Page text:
I met with both Borgeas and Brandau over the past few weeks. Both were gracious with their time, answered all my questions and I honestly believe both want to see River West come to fruition. However, it’s also evident they only want it to happen in a way that doesn’t risk an ounce of political capital.
Both men are reportedly eyeing a higher office. Neither wants to be known as the guy who blocked river access to the people of Fresno and the region. At the same time, they don’t dare run afoul of affluent political allies who live on the bluff overlooking River West.
“We have to thread the needle on this” is the phrase Borgeas likes to employ.
It’s important we (provide river access), but it’s important we do that in a way that leaves everybody satisfied and doesn’t lead to lawsuits.
Fresno County Supervisor Andreas Borgeas, during the May 2 San Joaquin River Conservancy Board meeting
Unfortunately, this sort of job requires a hammer. One our elected officials are unwilling to wield.
Just because River West hasn’t been developed doesn’t mean it sits unused. On the contrary. More people are going down there than ever, walking down from Spano Park or driving their vehicles over a toppled fence behind the shopping center. I spoke with a dozen fishermen, mountain bikers, joggers and dog-walkers, most of whom frequent the place on a regular basis.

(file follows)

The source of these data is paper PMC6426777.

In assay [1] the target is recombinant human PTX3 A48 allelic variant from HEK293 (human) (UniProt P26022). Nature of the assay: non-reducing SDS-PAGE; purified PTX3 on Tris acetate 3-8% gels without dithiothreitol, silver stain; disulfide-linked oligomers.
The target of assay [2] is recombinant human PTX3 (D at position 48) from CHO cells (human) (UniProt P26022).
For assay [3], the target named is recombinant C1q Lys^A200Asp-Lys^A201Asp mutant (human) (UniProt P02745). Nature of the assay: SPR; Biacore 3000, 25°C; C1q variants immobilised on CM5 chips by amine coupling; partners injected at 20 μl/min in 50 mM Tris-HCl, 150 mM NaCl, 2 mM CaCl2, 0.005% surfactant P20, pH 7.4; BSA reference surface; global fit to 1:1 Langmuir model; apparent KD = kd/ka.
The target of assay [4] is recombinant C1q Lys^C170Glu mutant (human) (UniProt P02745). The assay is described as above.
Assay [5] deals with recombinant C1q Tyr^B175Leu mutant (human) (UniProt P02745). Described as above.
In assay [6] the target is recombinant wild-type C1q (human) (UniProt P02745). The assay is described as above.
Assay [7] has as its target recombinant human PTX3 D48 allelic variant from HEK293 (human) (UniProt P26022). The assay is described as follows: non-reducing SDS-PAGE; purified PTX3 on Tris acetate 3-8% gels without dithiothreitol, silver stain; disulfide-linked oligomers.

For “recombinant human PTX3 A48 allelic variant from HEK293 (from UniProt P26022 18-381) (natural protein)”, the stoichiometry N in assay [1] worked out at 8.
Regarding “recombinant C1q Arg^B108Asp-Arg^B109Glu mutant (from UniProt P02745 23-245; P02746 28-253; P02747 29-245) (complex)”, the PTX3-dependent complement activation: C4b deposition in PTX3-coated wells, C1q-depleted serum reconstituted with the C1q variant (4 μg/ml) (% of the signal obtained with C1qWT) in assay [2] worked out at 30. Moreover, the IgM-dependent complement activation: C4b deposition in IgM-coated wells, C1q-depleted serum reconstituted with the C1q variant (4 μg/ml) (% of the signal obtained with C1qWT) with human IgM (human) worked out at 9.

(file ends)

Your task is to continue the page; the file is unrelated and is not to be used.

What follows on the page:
I also saw heaps of trash and other signs of environmental damage, an inevitable result when an open-space area is deemed a no-man’s land.
While the recent drowning of Neng Thao can’t be solely attributed to the lack of improved access, let’s not dismiss it as a potential contributing factor. People are going to find their way to the river one way or another. It’s the responsibility of our leaders to make these areas accessible and as safe as possible.
In this case, they’ve failed miserably.
Four years ago, for a February 2013 article about River West, I wrote, “When California’s second-longest river flows into its fifth-largest city, hardly anyone notices.”
What’s it going to take to change that sorry sentence? Either a massive public outcry too large to be ignored, or a politician willing to risk getting burned by a hot potato instead of just kicking the can down the road.